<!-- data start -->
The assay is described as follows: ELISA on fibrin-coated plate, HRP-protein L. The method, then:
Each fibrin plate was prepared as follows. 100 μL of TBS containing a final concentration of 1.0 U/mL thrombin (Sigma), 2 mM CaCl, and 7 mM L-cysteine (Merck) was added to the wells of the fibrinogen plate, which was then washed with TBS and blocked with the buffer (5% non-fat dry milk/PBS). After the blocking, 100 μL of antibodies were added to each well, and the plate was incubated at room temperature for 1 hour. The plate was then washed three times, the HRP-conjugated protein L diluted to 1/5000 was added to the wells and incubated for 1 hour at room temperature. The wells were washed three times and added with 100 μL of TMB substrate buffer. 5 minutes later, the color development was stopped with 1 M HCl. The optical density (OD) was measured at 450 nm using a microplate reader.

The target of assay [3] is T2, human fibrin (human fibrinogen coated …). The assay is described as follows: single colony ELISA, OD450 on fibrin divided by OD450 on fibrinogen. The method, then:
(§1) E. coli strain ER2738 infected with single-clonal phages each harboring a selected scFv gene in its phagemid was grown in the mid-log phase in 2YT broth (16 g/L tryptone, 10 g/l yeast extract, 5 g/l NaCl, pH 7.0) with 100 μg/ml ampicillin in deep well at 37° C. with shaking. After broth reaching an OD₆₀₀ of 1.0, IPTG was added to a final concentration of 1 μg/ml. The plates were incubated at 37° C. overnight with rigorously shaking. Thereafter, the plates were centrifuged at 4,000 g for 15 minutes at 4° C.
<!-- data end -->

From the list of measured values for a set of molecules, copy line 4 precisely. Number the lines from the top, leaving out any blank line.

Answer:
(§1) E. coli strain ER2738 infected with single-clonal phages each harboring a selected scFv gene in its phagemid was grown in the mid-log phase in 2YT broth (16 g/L tryptone, 10 g/l yeast extract, 5 g/l NaCl, pH 7.0) with 100 μg/ml ampicillin in deep well at 37° C. with shaking. After broth reaching an OD₆₀₀ of 1.0, IPTG was added to a final concentration of 1 μg/ml. The plates were incubated at 37° C. overnight with rigorously shaking. Thereafter, the plates were centrifuged at 4,000 g for 15 minutes at 4° C.